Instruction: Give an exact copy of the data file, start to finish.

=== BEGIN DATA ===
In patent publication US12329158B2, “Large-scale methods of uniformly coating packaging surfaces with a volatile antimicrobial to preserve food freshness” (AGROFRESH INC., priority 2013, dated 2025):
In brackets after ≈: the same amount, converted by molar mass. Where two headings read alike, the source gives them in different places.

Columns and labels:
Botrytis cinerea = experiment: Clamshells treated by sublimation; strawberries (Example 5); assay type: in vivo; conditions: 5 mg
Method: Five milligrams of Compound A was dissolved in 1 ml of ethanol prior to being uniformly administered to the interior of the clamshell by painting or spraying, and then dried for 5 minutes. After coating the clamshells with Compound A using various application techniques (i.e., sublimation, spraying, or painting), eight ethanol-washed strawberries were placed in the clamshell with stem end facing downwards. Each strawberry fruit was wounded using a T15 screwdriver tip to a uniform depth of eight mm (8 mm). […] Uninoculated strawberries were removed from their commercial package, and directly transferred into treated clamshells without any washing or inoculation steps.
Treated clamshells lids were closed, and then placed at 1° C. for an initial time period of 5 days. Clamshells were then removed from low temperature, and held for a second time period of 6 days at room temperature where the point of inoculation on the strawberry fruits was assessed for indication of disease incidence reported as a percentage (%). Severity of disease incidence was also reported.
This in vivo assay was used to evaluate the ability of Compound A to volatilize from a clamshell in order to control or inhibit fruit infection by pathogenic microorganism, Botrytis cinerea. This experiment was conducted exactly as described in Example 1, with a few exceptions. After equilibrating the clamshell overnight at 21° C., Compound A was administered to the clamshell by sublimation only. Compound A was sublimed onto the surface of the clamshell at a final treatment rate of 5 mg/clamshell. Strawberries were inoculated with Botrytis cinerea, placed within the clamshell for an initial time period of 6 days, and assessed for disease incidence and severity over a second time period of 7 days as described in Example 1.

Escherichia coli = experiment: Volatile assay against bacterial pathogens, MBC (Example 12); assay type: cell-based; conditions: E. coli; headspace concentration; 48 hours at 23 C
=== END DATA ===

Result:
In patent publication US12329158B2, “Large-scale methods of uniformly coating packaging surfaces with a volatile antimicrobial to preserve food freshness” (AGROFRESH INC., priority 2013, dated 2025):
In brackets after ≈: the same amount, converted by molar mass. Where two headings read alike, the source gives them in different places.

Columns and labels:
Botrytis cinerea = experiment: Clamshells treated by sublimation; strawberries (Example 5); assay type: in vivo; conditions: 5 mg
Method: Five milligrams of Compound A was dissolved in 1 ml of ethanol prior to being uniformly administered to the interior of the clamshell by painting or spraying, and then dried for 5 minutes. After coating the clamshells with Compound A using various application techniques (i.e., sublimation, spraying, or painting), eight ethanol-washed strawberries were placed in the clamshell with stem end facing downwards. Each strawberry fruit was wounded using a T15 screwdriver tip to a uniform depth of eight mm (8 mm). […] Uninoculated strawberries were removed from their commercial package, and directly transferred into treated clamshells without any washing or inoculation steps.
Treated clamshells lids were closed, and then placed at 1° C. for an initial time period of 5 days. Clamshells were then removed from low temperature, and held for a second time period of 6 days at room temperature where the point of inoculation on the strawberry fruits was assessed for indication of disease incidence reported as a percentage (%). Severity of disease incidence was also reported.
This in vivo assay was used to evaluate the ability of Compound A to volatilize from a clamshell in order to control or inhibit fruit infection by pathogenic microorganism, Botrytis cinerea. This experiment was conducted exactly as described in Example 1, with a few exceptions. After equilibrating the clamshell overnight at 21° C., Compound A was administered to the clamshell by sublimation only. Compound A was sublimed onto the surface of the clamshell at a final treatment rate of 5 mg/clamshell. Strawberries were inoculated with Botrytis cinerea, placed within the clamshell for an initial time period of 6 days, and assessed for disease incidence and severity over a second time period of 7 days as described in Example 1.

Escherichia coli = experiment: Volatile assay against bacterial pathogens, MBC (Example 12); assay type: cell-based; conditions: E. coli; headspace concentration; 48 hours at 23 C